FIG. 2 is a schematic demonstrating the effects of the invention on various degreed orders of light at different stages of the process flow through and resultant of the present invention;
FIG. 3 is a defraction pattern graph;
FIG. 4 is a relative intensity distribution graph;
FIG. 5 is a relative intensity distribution graph depicting the result of filtering the light as it passes through the phase shifted intensity filter cell in accordance with a preferred embodiment of the present invention; and
FIG. 6 is a relative intensity distribution graph of light left from the filtered light is depicted in accordance with a preferred embodiment of the present invention.
The present invention provides a method and apparatus for passing only intensities that fall below a specific minimum threshold. The minimum threshold value can be set equivalent to the intensity of the zeroeth order harmonic. This value can be derived for the smallest feature size on the mask. By so doing, the zeroeth order harmonics for all the other features will be greater than the zeroeth order element for the minimum feature. Thereby the resulting image will be a “filtered” version of the aerial image consisting only of side lobes. Rather than compensating for the additional harmonics at the resist level, the present invention eliminates sub harmonics before they imprint on the resist itself. Therefore, the intensity filter system provided for by the present invention acts as a low pass filter.
The filter used in the present invention includes two properties. One property of the filter is that it should not pass light of an intensity above a certain critical value. The other property of the filter requires that it does pass light of any intensity below that specified value. The present invention provides for constructing an intensity filter cell comprised of at least two materials. One desired material has a linear, or constant, refractive index. The other material has the quality of a non-linear or an intensity dependent, refractive index. These two materials interact together in such a way that, if placed correctly in the form of an enclosed cell, a very high contrast image will form in the resist after being developed. The two materials in the depicted example are selected in such a way that the refractive indices of the materials are equivalent at one or more selected intensities, such as, low intensities, and the elements are also to be essentially transmissive. In the depicted examples, low intensities are defined as intensities that are less than the intensity of the first harmonic of the smallest feature of the mask. A low intensity typically about 10 mJ. In the depicted examples, high intensities are defined as intensities equal to or greater than the intensity of the first harmonic of the smallest feature of the mask. High intensities are typically greater than 10 mJ. At high intensities, determined by the zeroeth order harmonic of the minimum feature, the refractive index of the non-linear material, will change substantially enough to cause the combined elements to have a mismatched refractive index. This mismatch in the refractive indexes between the two materials leads to poor transmission of light or even complete internal refraction. This event results in the blocking out of the high intensity components of the aerial image.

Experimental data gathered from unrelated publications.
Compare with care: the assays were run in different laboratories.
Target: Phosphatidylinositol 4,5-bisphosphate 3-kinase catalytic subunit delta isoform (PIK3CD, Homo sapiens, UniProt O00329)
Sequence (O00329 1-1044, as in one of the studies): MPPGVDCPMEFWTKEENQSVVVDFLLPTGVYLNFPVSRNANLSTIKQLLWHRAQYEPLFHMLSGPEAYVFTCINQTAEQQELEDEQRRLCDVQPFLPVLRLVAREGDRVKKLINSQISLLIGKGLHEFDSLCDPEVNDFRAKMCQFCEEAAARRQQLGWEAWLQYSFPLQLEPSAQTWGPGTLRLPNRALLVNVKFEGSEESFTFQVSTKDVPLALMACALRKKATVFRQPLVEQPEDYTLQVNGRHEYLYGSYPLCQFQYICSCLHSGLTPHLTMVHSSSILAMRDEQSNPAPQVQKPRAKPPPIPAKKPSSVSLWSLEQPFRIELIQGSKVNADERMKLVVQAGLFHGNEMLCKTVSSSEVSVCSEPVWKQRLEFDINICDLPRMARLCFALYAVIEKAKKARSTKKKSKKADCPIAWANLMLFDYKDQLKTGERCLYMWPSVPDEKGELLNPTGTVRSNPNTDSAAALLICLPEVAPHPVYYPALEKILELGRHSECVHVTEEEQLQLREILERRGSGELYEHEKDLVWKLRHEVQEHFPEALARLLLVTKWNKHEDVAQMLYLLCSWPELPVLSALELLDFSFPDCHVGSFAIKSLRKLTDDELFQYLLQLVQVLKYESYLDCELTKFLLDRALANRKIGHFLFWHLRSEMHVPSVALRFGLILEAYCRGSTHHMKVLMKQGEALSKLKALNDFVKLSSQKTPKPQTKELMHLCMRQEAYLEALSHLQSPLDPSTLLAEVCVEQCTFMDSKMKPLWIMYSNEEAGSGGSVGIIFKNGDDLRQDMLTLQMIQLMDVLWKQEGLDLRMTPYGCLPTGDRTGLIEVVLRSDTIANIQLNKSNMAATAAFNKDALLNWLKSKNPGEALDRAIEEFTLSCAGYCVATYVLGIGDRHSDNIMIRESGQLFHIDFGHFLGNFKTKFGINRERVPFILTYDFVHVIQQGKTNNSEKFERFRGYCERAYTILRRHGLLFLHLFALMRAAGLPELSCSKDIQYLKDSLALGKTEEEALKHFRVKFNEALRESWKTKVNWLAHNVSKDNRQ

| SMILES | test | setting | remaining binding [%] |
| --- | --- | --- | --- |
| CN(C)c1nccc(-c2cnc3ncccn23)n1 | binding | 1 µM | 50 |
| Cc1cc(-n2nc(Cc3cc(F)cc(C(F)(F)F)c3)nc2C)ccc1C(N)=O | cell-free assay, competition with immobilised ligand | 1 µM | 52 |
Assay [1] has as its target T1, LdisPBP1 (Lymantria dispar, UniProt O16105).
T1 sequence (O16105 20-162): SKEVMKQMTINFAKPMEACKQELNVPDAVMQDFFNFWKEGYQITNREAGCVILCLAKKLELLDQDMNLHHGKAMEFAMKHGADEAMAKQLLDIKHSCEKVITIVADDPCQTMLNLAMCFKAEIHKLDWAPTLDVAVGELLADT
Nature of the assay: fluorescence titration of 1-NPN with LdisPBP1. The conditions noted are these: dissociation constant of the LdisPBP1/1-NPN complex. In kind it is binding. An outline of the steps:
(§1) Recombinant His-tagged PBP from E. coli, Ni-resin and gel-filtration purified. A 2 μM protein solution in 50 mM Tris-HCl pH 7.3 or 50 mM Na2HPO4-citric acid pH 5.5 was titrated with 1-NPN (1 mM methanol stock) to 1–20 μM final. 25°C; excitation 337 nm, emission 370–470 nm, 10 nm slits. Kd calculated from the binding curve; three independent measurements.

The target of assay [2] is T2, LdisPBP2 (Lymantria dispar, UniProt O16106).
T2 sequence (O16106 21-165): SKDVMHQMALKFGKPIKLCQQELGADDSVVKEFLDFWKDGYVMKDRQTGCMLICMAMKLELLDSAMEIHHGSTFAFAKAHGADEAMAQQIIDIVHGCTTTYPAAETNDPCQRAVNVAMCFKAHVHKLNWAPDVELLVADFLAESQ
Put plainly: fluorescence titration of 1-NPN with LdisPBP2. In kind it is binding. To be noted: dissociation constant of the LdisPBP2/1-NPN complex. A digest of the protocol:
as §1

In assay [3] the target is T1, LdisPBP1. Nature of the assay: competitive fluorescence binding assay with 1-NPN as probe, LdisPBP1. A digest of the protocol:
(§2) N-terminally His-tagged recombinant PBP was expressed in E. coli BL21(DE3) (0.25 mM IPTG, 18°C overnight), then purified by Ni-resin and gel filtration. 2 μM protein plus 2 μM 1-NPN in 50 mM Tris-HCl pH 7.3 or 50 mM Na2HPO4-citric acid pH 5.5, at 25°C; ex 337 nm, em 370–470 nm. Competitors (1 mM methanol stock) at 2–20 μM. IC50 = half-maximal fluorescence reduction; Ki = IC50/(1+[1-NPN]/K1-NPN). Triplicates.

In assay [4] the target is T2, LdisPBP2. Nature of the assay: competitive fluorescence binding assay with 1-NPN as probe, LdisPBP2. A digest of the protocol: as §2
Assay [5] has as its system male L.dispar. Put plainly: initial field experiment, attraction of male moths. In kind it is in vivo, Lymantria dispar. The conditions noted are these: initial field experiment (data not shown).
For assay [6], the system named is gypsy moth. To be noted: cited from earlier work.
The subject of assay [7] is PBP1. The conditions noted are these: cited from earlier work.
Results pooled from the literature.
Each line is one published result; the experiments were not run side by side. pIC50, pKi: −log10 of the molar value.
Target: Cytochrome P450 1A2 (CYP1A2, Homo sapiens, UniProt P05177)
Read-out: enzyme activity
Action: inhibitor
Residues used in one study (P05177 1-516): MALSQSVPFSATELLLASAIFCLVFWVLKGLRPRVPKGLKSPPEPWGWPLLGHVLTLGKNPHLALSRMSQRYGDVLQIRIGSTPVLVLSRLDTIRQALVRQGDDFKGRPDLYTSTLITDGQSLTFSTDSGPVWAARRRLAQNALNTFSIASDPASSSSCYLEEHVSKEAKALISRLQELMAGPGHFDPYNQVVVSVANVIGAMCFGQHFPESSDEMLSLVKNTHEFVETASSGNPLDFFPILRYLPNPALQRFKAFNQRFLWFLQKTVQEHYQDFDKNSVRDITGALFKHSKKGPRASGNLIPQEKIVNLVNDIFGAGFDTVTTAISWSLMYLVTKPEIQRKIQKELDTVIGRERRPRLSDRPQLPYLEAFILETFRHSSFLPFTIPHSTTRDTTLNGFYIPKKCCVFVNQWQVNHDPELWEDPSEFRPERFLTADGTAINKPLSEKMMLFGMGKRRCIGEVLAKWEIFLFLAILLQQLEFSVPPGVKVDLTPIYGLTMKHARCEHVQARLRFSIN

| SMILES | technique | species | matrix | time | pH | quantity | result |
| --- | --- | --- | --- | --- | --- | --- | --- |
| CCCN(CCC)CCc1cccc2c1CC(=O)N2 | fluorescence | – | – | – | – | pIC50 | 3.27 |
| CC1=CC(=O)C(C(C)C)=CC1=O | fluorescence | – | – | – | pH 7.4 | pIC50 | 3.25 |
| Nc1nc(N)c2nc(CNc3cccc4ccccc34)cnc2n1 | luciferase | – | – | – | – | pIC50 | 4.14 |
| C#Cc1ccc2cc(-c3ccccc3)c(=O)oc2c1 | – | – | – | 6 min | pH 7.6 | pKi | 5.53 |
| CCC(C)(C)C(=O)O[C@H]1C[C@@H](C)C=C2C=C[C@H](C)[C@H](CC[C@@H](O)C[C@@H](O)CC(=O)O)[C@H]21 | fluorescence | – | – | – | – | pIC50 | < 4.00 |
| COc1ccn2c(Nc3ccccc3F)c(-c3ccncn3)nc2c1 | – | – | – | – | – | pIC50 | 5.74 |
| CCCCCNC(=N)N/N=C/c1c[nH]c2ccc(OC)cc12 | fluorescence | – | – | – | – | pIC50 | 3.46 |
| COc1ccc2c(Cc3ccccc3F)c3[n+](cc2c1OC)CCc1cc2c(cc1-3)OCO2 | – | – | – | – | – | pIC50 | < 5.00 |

In addition to employing refractive index compatibility to filter out unwanted sub harmonics, the filter of the present invention also may employ a coating to enhance contrast. In the depicted example, the coating has a thickness such that a 180-degree phase shift in the light is produced. In the depicted example, the thickness of the coating for the intensity filter cell can be determined by the equation:
where λ is equal to the wavelength of the incident light. The filtered and phased shifted light is then combined with the original light having an intensity distribution present prior to filtering using the intensity filter. The result of this union of the filtered and phase shifted light and the original light has an aerial image comprising of only the principle harmonic of the image. When this image is made incident on the photo resist layer, the contrast is markedly improved, thereby improving the resolution as well.
With reference to the figures and in particular to FIG. 1, a diagram of a photolithography apparatus is depicted in accordance with a preferred embodiment of the present invention. Photolighography system 100 receives light 102 at a specifically designed mask 104 from an illumination source (not shown). Mask 104 is used to describe a pattern to be exposed on a photo resist layer. Mask 104 is a photomask. Light 102 upon passing through the various openings in mask 104 is then diffracted resulting in sub harmonics being thereby introduced into the intensity distribution of the aerial image. The resultant light then enters the photolithography lens 106, which reduces the image size to the appropriate ratio, then passes into the beam splitter 108. Beam splitter 108 causes the light 102 to divide into two light beams 109 and 111. Light beam 109 travels along a path created by a light guiding apparatus, which in the depicted example includes mirror reflector 110 and mirror reflector 112. Light beam 111 travels through intensity filter cell 114. The light beam 111 is rejoined with light beam 109 as an unfiltered version of the original light with the additional sub harmonics.